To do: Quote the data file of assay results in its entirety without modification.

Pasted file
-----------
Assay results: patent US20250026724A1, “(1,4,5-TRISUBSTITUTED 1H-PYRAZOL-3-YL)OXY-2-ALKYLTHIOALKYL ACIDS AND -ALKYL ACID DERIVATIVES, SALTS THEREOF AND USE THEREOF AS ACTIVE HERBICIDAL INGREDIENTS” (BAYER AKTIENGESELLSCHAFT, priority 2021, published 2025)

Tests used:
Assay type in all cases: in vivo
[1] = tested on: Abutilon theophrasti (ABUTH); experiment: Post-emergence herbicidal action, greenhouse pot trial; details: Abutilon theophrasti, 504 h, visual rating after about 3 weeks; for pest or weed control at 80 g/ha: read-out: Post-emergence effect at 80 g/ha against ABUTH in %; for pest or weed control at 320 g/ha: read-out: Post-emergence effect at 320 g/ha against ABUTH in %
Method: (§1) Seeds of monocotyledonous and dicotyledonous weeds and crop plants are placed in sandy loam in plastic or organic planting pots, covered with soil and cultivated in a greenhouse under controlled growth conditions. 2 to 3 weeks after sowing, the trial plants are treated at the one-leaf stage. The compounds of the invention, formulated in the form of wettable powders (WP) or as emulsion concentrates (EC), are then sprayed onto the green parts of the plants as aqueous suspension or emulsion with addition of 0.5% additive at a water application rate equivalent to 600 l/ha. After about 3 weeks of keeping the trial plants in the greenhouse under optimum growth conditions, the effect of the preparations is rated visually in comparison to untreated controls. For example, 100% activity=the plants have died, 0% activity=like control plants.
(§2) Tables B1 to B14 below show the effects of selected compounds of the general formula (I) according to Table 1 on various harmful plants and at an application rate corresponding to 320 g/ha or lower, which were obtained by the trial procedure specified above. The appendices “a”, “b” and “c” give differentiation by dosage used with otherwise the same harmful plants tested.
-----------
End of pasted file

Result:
Assay results: patent US20250026724A1, “(1,4,5-TRISUBSTITUTED 1H-PYRAZOL-3-YL)OXY-2-ALKYLTHIOALKYL ACIDS AND -ALKYL ACID DERIVATIVES, SALTS THEREOF AND USE THEREOF AS ACTIVE HERBICIDAL INGREDIENTS” (BAYER AKTIENGESELLSCHAFT, priority 2021, published 2025)

Tests used:
Assay type in all cases: in vivo
[1] = tested on: Abutilon theophrasti (ABUTH); experiment: Post-emergence herbicidal action, greenhouse pot trial; details: Abutilon theophrasti, 504 h, visual rating after about 3 weeks; for pest or weed control at 80 g/ha: read-out: Post-emergence effect at 80 g/ha against ABUTH in %; for pest or weed control at 320 g/ha: read-out: Post-emergence effect at 320 g/ha against ABUTH in %
Method: (§1) Seeds of monocotyledonous and dicotyledonous weeds and crop plants are placed in sandy loam in plastic or organic planting pots, covered with soil and cultivated in a greenhouse under controlled growth conditions. 2 to 3 weeks after sowing, the trial plants are treated at the one-leaf stage. The compounds of the invention, formulated in the form of wettable powders (WP) or as emulsion concentrates (EC), are then sprayed onto the green parts of the plants as aqueous suspension or emulsion with addition of 0.5% additive at a water application rate equivalent to 600 l/ha. After about 3 weeks of keeping the trial plants in the greenhouse under optimum growth conditions, the effect of the preparations is rated visually in comparison to untreated controls. For example, 100% activity=the plants have died, 0% activity=like control plants.
(§2) Tables B1 to B14 below show the effects of selected compounds of the general formula (I) according to Table 1 on various harmful plants and at an application rate corresponding to 320 g/ha or lower, which were obtained by the trial procedure specified above. The appendices “a”, “b” and “c” give differentiation by dosage used with otherwise the same harmful plants tested.